100 Pilots in 100 Days: Beverly Hills 90210

When it was originally on: 1990-2000

Original network: Fox

Where you can stream it now: Hulu

Had I seen it before: No.

What IMDb says: A group of friends living in Beverly Hills, California make their way through life from their school days into adulthood.

Why I picked it: In 1990, network programming specifically intended for teenagers was a relatively new concept. Since I have a couple other teen dramas on The List (Dawson’s Creek and The OC to be specific), it seemed like covering one of the pioneers of this genre made sense. Enter Beverly Hills 90210. 

Mind you, this is also a time when Fox wasn’t exactly considered “one of the networks” the way it is today. The channel was only 4 years old, and the scripted show that did THE most to establish Fox as the heavyweight it is today had only just premiered the year before (That would be The Simpsons). As one of Fox’s first major hits, Beverly Hills 90210 helped shape our modern tv landscape in ways that I doubt the audiences of 1990 could fully understand. It proved that teen-specific content was a legitimate strategy for  winning viewers away from ABC, CBS, and NBC, which probably contributed to The WB bursting on the scene in 1993.

What I liked: The show is correctly centered around its two most likable characters, Brenda and Brandon. They’re the sort of everyday run-of-the-mill white kids from the midwest that provide a much needed outsiders’ perspective on the Beverly Hills bubble. I also loved the choice to have Brenda, a girl who was supposedly a bit of a wallflower back in Minnesota, immediately click with the pretty popular kids while Brendon does the reverse. He was Mr. Popularity back in Minnesota, but now finds himself eating alone on the first day of school. I love the decision to have the two siblings’ popularity moving in opposite directions this way. It gives the show a lot of room to tell interesting stories exploring what makes someone “popular” and just how subjective the trait actually is. Seeing how the two are still friendly towards one another despite their different social circumstances helps demonstrate how strong their sibling relationship is. 

I also love how they hinted at some Great Gatsby style themes of how a privileged, rich upbringing can lead to hollow lives. Marianne throws wild parties at her mansion because her parents tell her to “be social” but yet she has absolutely no desire to talk to any of the people who attend these parties. It doesn’t even seem like she has any real friends at West Beverly High. Steve Sanders hints at a tumultuous relationship with his mother after a freshman who’s familiar with her celebrity persona gushes over how great she is. I honestly never expected these kinds of more intricate themes based on my prior knowledge of the show, and I hope that it continues to explore the whole “wealth doesn’t buy happiness” idea.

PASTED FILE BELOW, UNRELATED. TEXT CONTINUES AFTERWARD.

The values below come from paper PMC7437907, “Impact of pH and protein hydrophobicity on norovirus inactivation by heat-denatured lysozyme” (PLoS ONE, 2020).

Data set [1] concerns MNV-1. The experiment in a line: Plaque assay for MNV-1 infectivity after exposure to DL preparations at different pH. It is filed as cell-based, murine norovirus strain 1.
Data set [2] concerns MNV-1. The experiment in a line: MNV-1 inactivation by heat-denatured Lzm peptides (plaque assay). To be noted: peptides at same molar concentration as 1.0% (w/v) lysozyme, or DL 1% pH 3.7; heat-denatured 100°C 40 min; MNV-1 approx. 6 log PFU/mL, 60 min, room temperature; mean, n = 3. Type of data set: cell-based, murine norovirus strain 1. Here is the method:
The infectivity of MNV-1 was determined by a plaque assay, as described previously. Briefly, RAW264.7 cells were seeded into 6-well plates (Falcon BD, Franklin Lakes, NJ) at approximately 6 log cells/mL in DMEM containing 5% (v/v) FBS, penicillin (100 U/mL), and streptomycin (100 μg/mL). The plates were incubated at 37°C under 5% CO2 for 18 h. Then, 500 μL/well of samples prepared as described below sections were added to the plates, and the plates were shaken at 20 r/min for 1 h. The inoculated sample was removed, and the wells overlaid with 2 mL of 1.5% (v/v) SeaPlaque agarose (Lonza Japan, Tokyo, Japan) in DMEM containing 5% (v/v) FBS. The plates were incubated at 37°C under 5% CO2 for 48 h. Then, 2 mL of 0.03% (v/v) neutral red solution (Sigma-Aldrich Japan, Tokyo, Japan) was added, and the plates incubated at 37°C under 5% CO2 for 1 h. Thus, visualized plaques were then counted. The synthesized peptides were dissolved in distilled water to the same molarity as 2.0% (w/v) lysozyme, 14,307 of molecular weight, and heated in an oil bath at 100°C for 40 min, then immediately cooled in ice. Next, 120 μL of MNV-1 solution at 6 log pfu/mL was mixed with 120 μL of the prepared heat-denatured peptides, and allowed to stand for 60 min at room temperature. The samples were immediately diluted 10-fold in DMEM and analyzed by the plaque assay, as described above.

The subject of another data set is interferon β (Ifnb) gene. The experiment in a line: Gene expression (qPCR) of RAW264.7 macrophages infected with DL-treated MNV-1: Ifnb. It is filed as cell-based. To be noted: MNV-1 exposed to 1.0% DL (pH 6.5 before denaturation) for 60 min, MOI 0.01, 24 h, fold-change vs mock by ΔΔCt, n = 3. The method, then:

What I didn’t like: While the show has a fair share of likable characters, I wouldn’t say any of them are particularly interesting. (Read more about the difference here). Everyone is pretty plain, and the things that DO set teenager #1 apart from teenager #2 typically have more to do with income level and upbringing than any meaningful differences in thoughts, attitudes, or overall personalities.

Part of this stems from this being one of those pilots that tries to develop too many characters too quickly. Personally, I couldn’t care less about the dorky freshman crushing on the older pretty girl.It’s simply a cliché that hasn’t aged well, and I’m not even sure it was a good one in 1990. Not sure how much I really need to know about super strict school paper editor girl either. I would’ve loved if they had just focused on Brendon’s developing romance with Marianne and Brenda’s developing friendship with Kelly, and then the two siblings weighing in on each other’s new social lives as we go. A tighter pilot that zeroed in on a small handful of characters might’ve been able to actually make those characters unique and interesting, instead of the bland people we actually get.

The show is also a little too heavy handed with its whole “don’t forget…. we’re in Beverly Hills!” schtick. Everybody is rich. The people who are not rich like to talk about how rich the rich people are. The rich people will also talk about their richness. The houses are big, and people talk about that too. By the end of the pilot I was definitely in an “okay, I get it, please stop” place.

Do I want to watch Ep. 2: Sort of, but that has more to do with the tease tacked onto the end than anything in the pilot itself. I’m in no rush to watch more, and I feel like it would a a guilty pleasure at best rather than anything I truly love.

5 thoughts on “100 Pilots in 100 Days: Beverly Hills 90210

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